This isnt my box, its night time here, but i grabbed this picture off the web so you can see the little shelf.


That’s an amazing fact! I’m fascinated to hear that postage is such a value-added service in the US! Wish we had that here!

Nice! I wasn’t aware of that feature in old standard style boxes.


When I had rural delivery here in the USA the postman would always give us an orange envelope to put money in to buy stamps and he would put the stamps in the envelope. You could also write on the front of it . It had prices for stamps etc and you could write how many and of what you wanted.


I live in the US and I am learning so much about our postal history, I have not had Rural Delivery before and this is great insight. I remember my parents had a great close relationship with our postman when I was young, and they would give him a letter with coins when they had no stamps. Also he a letter with postage due would be left in the box and my mom would leave change for the next day based on what was due. Now if there is postage due I get a little slip of paper without the item and sometimes I have never gotten the item because I cannot catch the postman OR the post office cannot locate the item.
We also had a milkman, a Charles Chips man, and various other people who came to the house.
ahhhh Back in the day, as us older people say…


I just clip outgoing mail to my box and the letter carrier grabs it when she stops by


Gosh!! I remember doing that when I was a kids living in the US. Everyone always had a roll of stamps on hand so the mailman could collect while walking his route.

1 Like

The mail room of my apartment complex (block of flats) contains four rows of these box types. There are also Amazon package lockers. My mother’s smaller building has similar delivery boxes built into the wall in a space off the lobby. Both of ours include outgoing mail slots as well.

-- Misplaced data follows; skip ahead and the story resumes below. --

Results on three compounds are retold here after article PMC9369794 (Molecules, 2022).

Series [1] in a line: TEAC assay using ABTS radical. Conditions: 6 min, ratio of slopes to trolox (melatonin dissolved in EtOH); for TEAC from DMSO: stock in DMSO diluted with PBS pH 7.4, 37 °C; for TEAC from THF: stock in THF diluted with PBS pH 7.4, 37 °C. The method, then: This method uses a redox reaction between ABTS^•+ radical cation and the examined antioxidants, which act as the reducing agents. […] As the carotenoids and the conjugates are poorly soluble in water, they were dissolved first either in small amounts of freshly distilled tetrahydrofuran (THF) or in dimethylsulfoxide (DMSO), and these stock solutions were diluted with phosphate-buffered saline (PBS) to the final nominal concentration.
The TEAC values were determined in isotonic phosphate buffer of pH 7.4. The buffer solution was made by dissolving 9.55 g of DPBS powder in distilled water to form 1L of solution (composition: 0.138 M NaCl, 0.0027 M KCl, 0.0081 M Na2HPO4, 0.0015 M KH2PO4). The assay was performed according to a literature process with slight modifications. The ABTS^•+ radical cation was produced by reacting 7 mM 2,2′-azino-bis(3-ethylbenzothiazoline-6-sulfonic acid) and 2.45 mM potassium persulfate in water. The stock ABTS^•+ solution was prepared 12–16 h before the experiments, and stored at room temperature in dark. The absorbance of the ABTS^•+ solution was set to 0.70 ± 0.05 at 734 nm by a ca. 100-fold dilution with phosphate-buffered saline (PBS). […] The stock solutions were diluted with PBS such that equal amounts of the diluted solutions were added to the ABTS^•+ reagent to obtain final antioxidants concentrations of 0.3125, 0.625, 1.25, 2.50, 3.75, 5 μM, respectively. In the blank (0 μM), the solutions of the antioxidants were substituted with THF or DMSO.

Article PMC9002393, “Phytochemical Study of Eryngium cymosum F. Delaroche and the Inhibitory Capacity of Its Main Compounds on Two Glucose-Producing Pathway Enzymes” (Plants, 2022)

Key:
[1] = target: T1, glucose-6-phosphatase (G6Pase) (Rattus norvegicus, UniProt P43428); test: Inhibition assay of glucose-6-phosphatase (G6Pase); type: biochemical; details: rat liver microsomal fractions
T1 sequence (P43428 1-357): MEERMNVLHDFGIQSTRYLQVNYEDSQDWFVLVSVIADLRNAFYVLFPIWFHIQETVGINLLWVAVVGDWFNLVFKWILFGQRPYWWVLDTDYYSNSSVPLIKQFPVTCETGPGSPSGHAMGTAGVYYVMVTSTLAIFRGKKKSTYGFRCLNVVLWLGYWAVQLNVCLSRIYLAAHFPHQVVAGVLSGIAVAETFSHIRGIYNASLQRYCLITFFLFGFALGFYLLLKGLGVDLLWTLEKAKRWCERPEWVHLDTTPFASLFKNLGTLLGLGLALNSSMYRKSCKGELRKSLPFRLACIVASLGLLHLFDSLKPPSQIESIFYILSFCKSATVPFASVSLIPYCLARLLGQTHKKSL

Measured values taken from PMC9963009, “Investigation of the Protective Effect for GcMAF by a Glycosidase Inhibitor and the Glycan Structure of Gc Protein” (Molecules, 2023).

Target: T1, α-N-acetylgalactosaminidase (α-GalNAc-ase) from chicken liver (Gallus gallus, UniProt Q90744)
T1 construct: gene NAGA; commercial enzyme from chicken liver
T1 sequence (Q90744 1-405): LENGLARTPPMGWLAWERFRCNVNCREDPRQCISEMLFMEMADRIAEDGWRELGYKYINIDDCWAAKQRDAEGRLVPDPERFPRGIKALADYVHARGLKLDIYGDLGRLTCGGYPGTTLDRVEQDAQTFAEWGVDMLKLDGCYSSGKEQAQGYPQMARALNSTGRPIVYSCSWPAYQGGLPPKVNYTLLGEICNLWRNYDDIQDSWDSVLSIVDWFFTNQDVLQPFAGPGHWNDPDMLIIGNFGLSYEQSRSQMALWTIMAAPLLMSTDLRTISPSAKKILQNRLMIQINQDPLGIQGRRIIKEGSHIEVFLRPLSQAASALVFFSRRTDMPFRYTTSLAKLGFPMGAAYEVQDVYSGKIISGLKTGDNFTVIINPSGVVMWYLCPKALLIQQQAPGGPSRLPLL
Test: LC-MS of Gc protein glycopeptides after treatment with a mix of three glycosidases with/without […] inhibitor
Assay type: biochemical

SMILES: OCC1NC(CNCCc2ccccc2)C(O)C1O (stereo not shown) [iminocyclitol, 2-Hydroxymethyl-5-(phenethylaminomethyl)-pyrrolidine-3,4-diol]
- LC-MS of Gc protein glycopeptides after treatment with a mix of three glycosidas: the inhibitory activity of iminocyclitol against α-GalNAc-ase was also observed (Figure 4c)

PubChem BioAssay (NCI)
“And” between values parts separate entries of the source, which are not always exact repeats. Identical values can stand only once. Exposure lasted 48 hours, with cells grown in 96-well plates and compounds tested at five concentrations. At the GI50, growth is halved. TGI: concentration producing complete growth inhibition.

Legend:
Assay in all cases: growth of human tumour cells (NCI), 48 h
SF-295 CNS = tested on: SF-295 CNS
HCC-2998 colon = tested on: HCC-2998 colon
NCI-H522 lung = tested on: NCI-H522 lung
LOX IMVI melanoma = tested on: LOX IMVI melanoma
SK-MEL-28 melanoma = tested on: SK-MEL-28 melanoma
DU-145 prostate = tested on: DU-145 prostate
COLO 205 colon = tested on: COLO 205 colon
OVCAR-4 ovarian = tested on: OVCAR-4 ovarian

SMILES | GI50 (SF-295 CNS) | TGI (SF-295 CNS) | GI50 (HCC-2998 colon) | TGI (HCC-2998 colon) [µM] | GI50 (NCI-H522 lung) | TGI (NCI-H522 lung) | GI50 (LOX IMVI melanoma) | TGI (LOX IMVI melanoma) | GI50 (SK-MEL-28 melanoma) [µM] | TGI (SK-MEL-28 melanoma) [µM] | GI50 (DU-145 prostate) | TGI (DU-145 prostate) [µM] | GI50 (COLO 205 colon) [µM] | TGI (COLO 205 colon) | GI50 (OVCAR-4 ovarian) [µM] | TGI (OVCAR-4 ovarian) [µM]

Housing developments, condo complexes, ‘gated communities’ and other large residential areas often use these sites instead of the carrier visiting each household individually.

Finally, at what are known here as ‘strip malls’ (a few businesses clustered together, usually not more than a dozen or so), there is a set of boxes like this on a post/pillar for those businesses. One can use those outgoing slots if necessary. I learned that the only way to send mail from my home airport is to visit a box like this at the top level of the parking garage!


I’m amazed to see the thread I created just this morning blossom into such an informative space. I LOVE IT! :blush: It all started with a Simple question but now has evolved into a catalogue of mailboxes in all their shapes and function. :tada: :tada: This is something I love about the postcrossing forum. It always surprises me. Please keep these coming. :heart:


Charles Chips! When I was young my parents were frugal, so we never got them. But my friends did, and I remember sampling from the big 16 oz cans in their kitchens when I visited.


This is normal thing in Finland’s rural areas too. When I lived with my parens in country side I did put all my outgoing mail into our mailbox and special ‘POSTI’ reflector on it, that mail carrier knows to take our mail first and then put our coming mail in.


My parents brought back a silver metal postbox from the U.S. from a trip to the States. :mailbox::smiley:
German mail did not understand the custom about the red flag, so our mail men and women always put it up when they delivered their mail for us. :wink::slightly_smiling_face:
The good thing about that was that we could see whether we had got mail already from a distance. :slightly_smiling_face:


This is funny because I still think there should be another flag to indicate that you have mail! Nothing is more heartbreaking than walking outside to see if you have mail and opening up you mailbox to find the scariest thing… Absolutely nothing inside :rofl: